I’m an Angel Because I Have Duct Tape – Day 10 – Los Arcos to Viana

Usually, the rain has the decency to wait until I have been on the road a few minutes before starting the daily downpour but today it begins before I wake up. 

Yuck.

Trudging through the mud, I wonder for a few moments if my legs are getting stronger because the load on my pack seems normal and my strides are more certain. But the wind starts blowing against me and I begin the daily struggle to make progress on the muddy track.

The Camino never goes around a mountain it can go over. Up and down, sliding down rocky hills, always wet. Repeat, repeat.

Then, up ahead, I see a young man on the side of the road sitting on a rock. As I get closer, I see he is wrapping thin athletic tape around his hiking pole. 

Are you OK? Do you need something? 

Usually the answer is that there is no problem, someone is just adjusting their poncho or tying their shoelaces.

This time, the young man looks at me and says yes, he is having a problem. His hiking pole has stopped telescoping and he can’t use it anymore.

Since you, dear reader, have probably never used a hiking pole, let me give you a short course on the virtues of hiking poles.

They saved my Camino more times than I can count in the first week alone. In Germany, you see them  used  mainly by old people, striding confidently along in a public park. Or on a public trail. occasionally on the sidewalk. But the important phrase here is, “old people.”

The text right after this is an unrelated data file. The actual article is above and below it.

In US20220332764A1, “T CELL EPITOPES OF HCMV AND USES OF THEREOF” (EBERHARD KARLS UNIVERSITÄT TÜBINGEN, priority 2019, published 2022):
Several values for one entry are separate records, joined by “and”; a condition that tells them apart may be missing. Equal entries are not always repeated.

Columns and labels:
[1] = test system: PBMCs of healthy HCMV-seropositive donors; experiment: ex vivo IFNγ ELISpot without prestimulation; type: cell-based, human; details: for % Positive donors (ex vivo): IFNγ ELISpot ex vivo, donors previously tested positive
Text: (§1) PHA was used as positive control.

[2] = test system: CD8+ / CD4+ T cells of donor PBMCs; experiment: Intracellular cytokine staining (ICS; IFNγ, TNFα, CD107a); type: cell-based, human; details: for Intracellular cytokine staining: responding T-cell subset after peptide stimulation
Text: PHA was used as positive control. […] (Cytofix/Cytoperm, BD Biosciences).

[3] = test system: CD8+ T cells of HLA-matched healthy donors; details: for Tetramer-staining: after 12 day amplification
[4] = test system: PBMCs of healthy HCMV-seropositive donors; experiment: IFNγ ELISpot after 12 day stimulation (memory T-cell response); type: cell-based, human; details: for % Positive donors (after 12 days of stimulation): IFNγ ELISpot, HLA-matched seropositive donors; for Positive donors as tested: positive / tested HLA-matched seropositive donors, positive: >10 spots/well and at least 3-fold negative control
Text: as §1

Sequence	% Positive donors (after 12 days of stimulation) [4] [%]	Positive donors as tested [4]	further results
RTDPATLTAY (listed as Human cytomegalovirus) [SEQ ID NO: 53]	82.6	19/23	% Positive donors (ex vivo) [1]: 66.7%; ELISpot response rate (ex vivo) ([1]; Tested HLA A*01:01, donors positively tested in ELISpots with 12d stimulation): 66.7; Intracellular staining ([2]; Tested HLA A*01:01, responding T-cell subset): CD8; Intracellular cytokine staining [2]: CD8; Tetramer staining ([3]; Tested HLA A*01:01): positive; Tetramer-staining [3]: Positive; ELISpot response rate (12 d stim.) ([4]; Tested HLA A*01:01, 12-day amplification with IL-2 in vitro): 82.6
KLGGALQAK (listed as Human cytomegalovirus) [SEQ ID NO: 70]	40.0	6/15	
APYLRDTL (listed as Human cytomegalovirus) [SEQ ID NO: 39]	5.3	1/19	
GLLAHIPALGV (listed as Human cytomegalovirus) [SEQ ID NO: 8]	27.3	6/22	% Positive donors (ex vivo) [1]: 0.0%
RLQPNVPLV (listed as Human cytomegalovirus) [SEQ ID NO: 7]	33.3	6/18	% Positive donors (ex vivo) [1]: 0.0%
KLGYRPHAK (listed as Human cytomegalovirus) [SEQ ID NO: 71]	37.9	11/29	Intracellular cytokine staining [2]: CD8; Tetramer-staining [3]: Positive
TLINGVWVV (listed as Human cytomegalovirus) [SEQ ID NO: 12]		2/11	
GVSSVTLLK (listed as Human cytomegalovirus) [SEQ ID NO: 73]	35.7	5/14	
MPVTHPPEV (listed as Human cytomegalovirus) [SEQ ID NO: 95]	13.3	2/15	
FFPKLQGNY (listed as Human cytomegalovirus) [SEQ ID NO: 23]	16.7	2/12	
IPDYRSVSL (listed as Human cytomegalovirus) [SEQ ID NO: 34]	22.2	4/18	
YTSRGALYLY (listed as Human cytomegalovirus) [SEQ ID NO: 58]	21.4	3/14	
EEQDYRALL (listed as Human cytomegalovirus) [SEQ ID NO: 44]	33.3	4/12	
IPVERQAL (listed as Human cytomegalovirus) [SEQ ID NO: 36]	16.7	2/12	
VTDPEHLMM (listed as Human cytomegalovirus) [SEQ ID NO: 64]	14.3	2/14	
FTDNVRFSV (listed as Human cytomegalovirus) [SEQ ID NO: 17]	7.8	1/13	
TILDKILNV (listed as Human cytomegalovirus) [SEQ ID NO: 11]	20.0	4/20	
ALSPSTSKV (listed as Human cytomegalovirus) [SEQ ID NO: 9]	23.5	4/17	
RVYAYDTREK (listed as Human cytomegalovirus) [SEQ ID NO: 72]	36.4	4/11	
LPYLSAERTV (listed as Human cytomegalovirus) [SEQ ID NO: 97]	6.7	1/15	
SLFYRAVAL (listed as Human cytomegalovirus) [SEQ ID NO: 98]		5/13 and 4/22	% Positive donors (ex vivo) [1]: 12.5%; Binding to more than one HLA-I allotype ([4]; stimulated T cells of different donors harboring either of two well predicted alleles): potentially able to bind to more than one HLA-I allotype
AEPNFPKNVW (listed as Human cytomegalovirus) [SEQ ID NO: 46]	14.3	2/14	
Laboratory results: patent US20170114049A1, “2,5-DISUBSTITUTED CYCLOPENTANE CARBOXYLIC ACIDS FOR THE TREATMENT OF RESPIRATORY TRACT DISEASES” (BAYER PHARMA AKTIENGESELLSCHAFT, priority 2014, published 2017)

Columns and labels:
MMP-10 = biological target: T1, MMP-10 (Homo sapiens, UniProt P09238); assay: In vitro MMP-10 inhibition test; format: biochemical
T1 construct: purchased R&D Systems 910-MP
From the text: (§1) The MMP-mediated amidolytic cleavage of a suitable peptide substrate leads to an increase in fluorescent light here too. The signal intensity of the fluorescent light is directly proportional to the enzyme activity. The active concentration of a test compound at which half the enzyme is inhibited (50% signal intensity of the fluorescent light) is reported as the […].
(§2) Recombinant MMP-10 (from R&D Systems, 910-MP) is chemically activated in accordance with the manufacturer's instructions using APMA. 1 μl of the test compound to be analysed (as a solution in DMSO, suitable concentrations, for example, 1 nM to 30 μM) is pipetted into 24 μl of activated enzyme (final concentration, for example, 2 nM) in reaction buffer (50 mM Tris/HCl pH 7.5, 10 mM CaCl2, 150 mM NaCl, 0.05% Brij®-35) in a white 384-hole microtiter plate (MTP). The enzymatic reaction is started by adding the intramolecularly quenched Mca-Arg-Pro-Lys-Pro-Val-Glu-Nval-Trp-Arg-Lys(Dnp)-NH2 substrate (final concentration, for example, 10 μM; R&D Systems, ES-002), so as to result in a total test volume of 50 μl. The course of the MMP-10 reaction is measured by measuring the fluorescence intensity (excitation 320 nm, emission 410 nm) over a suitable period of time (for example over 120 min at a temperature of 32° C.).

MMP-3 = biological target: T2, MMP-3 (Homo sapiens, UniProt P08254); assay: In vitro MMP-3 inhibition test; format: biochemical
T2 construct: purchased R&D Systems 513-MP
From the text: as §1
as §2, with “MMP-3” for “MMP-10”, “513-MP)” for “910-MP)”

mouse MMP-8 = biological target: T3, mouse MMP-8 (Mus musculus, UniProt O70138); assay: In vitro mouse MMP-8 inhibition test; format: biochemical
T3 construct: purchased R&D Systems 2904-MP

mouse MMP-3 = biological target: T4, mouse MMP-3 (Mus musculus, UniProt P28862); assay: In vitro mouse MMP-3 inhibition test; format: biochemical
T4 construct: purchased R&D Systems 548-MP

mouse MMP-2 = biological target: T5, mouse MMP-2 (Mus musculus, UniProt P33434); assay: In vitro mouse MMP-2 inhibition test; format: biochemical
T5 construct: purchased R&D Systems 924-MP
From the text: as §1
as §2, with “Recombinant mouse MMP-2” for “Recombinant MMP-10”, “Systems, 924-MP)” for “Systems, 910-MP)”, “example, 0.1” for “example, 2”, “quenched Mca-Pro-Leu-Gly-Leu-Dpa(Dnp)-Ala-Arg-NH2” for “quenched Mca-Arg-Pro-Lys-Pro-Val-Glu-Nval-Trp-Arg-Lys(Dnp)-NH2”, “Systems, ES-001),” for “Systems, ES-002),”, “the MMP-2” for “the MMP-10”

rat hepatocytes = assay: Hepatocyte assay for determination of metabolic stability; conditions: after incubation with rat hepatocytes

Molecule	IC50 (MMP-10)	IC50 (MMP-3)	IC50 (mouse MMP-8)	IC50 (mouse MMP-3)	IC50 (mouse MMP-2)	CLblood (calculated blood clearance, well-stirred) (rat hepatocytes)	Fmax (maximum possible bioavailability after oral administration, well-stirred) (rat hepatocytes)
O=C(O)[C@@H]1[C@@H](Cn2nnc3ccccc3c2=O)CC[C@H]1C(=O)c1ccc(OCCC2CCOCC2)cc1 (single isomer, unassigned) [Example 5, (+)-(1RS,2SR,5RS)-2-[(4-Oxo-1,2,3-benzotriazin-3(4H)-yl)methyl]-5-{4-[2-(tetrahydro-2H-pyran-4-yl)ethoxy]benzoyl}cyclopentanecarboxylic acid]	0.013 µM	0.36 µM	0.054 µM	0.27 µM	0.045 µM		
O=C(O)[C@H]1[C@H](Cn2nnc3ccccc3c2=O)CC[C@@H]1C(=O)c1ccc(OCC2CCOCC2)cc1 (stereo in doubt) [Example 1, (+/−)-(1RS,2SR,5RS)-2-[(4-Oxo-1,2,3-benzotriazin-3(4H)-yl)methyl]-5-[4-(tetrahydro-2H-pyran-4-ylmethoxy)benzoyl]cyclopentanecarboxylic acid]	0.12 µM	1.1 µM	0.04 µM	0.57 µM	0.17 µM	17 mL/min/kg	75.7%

Therefore, most young people tend to shy away from these simple sticks (or high-speed high-tech sticks).

They soon learn that not using hiking poles can be a big mistake.

Maximilian, a strapping young man ready to enter the Academy, found out that using poles would reduce the intense pain in his knees caused by going down the endless and slippery paths on the Camino. He was lucky – his knees were recovering because he bought poles shortly after feeling the never-ending ache in his knees.

Now, one of his poles had died on him, too early, and he was trying desperately to give it some new life until he could replace it in the next town.

In the last minute preparation for my Camino, DH had wrapped a length of duct tape around a golf pencil and we had added it to my pack. Now, like my Voltaren, it would be called to serve.

Using my most used accessory, the little baby fingernail scissors, we carefully wrap and cut a length of duct tape which repairs his hiking pole.

He calls me his Camino Angel.

Thank you, DH.

Advertisements